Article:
Player push for Manning Rippers to pay homage to Indigenous players embraced by club


Manning Rippers Football Club players Daniel Evans and Clarence Cole with the new Indigenous guernseys.
Manning Rippers Football Club players Daniel Evans and Clarence Cole with the new Indigenous guernseys.

THE Manning Rippers Football Club will pay homage to its Indigenous players when it plays in a special outfit in its home game against Piara Waters on May 27.

Following discussions with some of the Aboriginal leaders at the club, they will wear an Indigenous guernsey that takes into account the heritage of the players.

Player Daniel Evans said each of the Indigenous players was able to add their own touch to the jersey.

“We come from different regions and tribes so we were able to add something from our cultures to the jersey,” he said.

“I feel very proud to be able to wear the jersey and I’m appreciative of the club to do something like this.”

Manning Rippers stalwart Anton Ferrari said when the playing group approached the club with the idea of having an Indigenous jumper he was straight on board.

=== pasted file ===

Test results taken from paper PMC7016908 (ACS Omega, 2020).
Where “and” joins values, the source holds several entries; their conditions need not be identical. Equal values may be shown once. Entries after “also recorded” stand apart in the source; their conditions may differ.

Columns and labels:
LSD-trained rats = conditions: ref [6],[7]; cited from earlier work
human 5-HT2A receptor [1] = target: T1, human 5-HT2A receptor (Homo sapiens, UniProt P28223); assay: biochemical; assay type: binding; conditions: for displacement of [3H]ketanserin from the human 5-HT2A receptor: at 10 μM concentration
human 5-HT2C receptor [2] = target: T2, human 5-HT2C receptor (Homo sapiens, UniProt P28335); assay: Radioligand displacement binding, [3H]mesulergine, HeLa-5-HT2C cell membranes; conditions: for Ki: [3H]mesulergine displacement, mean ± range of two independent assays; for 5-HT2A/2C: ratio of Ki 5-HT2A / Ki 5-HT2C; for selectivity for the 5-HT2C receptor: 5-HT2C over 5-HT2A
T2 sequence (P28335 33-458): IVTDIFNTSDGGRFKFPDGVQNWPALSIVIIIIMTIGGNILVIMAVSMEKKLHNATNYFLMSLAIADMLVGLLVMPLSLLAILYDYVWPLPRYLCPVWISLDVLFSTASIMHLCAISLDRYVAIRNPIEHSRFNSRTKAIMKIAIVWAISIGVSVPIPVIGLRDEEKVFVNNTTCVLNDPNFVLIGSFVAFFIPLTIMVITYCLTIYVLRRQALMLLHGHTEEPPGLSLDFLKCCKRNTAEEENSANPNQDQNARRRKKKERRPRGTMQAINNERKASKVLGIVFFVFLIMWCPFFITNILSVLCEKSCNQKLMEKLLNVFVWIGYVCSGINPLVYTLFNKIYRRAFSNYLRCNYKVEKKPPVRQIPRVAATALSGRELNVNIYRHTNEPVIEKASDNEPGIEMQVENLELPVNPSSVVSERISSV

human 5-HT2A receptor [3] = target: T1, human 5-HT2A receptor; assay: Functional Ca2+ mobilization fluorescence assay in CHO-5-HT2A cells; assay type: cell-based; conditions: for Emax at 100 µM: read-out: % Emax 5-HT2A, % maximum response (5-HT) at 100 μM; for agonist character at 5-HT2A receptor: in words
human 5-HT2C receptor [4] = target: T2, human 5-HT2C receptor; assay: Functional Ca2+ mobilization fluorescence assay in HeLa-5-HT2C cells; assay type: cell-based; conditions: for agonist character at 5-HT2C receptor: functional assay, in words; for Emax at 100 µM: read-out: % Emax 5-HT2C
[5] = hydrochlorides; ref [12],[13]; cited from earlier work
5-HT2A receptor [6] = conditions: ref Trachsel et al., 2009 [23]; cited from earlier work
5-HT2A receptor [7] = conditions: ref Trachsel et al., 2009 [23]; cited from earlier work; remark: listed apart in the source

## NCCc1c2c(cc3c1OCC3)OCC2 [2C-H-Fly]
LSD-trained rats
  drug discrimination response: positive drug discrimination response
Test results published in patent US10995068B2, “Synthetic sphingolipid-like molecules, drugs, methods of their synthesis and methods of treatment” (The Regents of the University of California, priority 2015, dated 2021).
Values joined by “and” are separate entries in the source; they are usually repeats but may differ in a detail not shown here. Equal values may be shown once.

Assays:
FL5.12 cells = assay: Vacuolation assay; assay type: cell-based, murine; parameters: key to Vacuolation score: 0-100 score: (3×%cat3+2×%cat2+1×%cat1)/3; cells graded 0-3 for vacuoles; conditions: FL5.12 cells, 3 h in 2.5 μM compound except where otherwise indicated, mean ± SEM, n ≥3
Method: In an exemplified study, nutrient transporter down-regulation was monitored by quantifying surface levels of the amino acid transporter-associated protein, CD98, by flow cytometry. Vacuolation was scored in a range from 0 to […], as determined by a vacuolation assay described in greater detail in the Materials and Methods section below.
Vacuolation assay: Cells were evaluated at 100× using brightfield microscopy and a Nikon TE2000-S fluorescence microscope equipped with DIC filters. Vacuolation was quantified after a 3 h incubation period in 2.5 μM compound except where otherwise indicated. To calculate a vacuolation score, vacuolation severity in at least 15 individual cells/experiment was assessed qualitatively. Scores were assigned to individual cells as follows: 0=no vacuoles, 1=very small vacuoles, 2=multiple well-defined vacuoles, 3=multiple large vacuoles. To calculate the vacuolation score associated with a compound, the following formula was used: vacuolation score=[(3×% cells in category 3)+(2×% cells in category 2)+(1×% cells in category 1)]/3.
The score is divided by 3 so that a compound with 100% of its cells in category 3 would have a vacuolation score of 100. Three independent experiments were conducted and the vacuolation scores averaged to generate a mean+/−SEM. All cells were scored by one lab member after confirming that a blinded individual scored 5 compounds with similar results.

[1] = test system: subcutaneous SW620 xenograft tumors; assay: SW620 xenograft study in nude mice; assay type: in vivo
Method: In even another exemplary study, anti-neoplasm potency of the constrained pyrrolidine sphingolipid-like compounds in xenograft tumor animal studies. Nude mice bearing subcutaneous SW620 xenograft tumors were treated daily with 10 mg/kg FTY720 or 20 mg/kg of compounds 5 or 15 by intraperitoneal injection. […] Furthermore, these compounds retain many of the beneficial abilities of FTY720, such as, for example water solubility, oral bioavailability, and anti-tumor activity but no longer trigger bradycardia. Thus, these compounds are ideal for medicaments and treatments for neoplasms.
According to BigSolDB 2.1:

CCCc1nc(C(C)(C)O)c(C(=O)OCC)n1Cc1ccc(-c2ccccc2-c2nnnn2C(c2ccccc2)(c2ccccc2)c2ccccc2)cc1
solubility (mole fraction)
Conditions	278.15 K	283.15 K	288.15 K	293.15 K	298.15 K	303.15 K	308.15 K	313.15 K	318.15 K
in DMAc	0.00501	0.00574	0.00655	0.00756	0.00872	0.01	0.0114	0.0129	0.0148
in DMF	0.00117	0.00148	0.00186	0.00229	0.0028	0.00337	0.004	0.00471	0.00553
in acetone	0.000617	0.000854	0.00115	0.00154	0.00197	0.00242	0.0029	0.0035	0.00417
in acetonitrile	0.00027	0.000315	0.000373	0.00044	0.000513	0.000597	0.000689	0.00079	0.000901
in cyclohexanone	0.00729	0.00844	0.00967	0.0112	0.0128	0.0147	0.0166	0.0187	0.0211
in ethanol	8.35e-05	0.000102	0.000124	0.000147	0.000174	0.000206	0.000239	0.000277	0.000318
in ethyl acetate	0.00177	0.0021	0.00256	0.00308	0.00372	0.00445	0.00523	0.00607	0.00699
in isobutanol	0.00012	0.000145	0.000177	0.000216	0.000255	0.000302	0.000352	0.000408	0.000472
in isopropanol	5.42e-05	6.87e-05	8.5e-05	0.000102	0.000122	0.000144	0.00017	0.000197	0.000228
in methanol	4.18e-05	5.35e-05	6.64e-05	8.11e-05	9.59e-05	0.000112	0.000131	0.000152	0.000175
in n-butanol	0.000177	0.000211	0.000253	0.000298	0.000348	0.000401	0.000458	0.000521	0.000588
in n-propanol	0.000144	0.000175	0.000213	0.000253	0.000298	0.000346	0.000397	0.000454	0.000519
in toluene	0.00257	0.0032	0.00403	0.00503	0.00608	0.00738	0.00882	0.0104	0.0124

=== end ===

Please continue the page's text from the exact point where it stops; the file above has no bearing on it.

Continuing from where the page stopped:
“It was apparent straight from the get go that this player led initiative was the right thing to do, it was what the boys wanted to do to celebrate the Aboriginal culture and we couldn’t be more proud of not just the outcome but the meaning and overall message behind the initiative,” he said.

The final design incorporates various aspects of traditional Aboriginal heritage; on the shoulders of the jumper are yellow lines guided by dots on either side of it; representing the tracks left by our footprints.

The tracks are on the shoulders of the jumper to signify the elders who carried us on their shoulders through the early stages of our lives and at the footy club.

The three circles on the side of the jumper represents different meeting places those being; the coast, the desert and the rainforest.

The boomerangs represent war, and the fact that we go to war with our teammates every weekend when they play footy.

The Dhari just below the jumper’s collar is a traditional headdress of the Torres Straight Islanders with the five-point star representing the five main islands in the area.

Finally, the dot painting within the lion’s head represents the Indigenous culture coming into the club, coming into the hearts and minds of all who wear the jumper, with the lion being the traditional mascot of the Manning Rippers.

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